How to plant Strawberries

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gardening

How to plant strawberries


Stocks
Strawberries

Strawberries are subject to several serious virus
diseases, and at one time these threatened to make commercial
cultivation quite uneconomic and garden culture most
disappointing. However, there has been considerable
improvement in the general health of strawberry stocks
since the introduction of a government scheme of inspection.

It
is of the utmost importance to start with disease-free
stock and one should purchase from a grower with a good
reputation to maintain.

Site
Although the strawberry is of woodland origin, the
modern fruit requires all the sun it can get. On the
other hand, the site for the strawberry bed needs to
be sheltered, for cold spring winds can very seriously
check growth. The garden sloping gently towards the
south, unshaded but sheltered, will yield the earliest
crops.

Although
strawberries may be grown in most parts of the world,
late spring frosts may be a limiting factor. This can
be quite a local problem and if your garden lies in
a frost-pocket there is not much you can do about it
except to be ready to give some kind of protection with
cloches or plastic to plants in flower or to sidestep
the difficulty by growing only the so-called perpetual
fruiting types, removing the first trusses of blossom
and concentrating on late summer or autumn fruits.

Soil
Strawberries do best in a rich medium loam with
high humus content. Well-rotted leafmould is an excellent
material to incorporate in soils deficient in organic
matter, but any other decayed vegetable matter can be
used. The site needs to be well drained.

Heavy
clay, peaty and very light, sandy soils should be prepared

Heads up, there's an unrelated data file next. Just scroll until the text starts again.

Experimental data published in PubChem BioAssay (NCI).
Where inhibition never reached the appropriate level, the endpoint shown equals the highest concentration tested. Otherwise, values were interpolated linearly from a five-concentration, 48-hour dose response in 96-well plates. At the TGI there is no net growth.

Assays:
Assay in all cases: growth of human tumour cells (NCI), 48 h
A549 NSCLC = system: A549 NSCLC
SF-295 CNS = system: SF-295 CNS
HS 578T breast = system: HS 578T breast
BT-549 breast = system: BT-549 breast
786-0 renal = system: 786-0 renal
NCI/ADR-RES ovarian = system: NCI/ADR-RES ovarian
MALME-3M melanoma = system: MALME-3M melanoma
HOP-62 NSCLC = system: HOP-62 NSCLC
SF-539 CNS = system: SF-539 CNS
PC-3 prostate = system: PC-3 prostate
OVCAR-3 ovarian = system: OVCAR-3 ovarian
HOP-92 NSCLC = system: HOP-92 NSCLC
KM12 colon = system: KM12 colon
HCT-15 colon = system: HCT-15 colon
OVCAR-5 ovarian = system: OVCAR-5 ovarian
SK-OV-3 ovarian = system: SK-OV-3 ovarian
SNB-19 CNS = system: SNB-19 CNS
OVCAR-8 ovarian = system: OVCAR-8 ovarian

well in advance of planting time.

Soils
with a very high lime content are unsuitable for strawberries.

Preparation
Early preparation will not only assist soil improvement
but will also ensure freedom from perennial weeds, which
can be a considerable nuisance. When digging, rotted
farmyard or stable manure should be worked in, 5kg (10lb)
per sq. m sq. yd) being regarded as a normal ‘dose’
and twice this rate is recommended for poor, sandy soil.
Follow with a surface dressing of 28g (1oz) per sq.
m sq. yd) of sulphate of potash.

Where
no natural manure or garden compost is available 28g
(1oz) per sq. m sq. yd) each of superphosphate, sulphate
of ammonia and sulphate of potash should be sprinkled
over the bed after digging and lightly raked in. If
the soil is not already rich in humus, add up to half
a bushel of peat per sq. m sq. yd).

Planting
Strawberries are usually planted in beds, the rows
being 0.7 to lm (2? to aft) apart, the plants 38 to
46cm (15 to 18in) apart in the rows, according to the
richness of soil. One reason for early soil preparation
is that the soil should be firm.

Summer-fruiting
strawberries may be planted either in the late summer
to early autumn or even in the spring, provided that
in the latter instance all blossom is removed the first
summer. The earlier plants can go out, the bigger and
stronger plants they will make their first year-so,
if you can obtain plants so early, plant in July, August,
or even September, but October is late.

The perpetual-fruiting
varieties can also be planted in autumn but rooted runners
are not available so early. However, as they have time
to catch up in spring, October planting is quite satisfactory,
provided the soil is properly, a workable and will break
down to a – friable tilth. On cold, heavy soils the
planting of perpetual strawberries is probably better
deferred until spring.

When
ordering, for preference stipulate plants which have
been rooted in pots. These will be slightly more expensive
but they will transplant more readily, with less root
damage, and they will have better root development.

Use
a trowel for planting and take a hole out for each plant
deep enough to accommodate the roots without bending
them. Then return a little soil at the center of the
hole to make a mound on which the strawberry plant can
‘sit’ with its roots spread evenly around it.

The
base of the crown should be just at soil level: if it
is too high, roots are exposed and dry out, resulting
in eventual death of the plant; while if the crown is
half buried, it will either produce unwanted weak secondary
growths or rot away entirely.

Plant
firmly, using the handle of the trowel as a hammer.
As you proceed, see that the roots of plants waiting
their turn are not exposed to the wind. Finally, rake
the bed smooth and give a good watering to settle the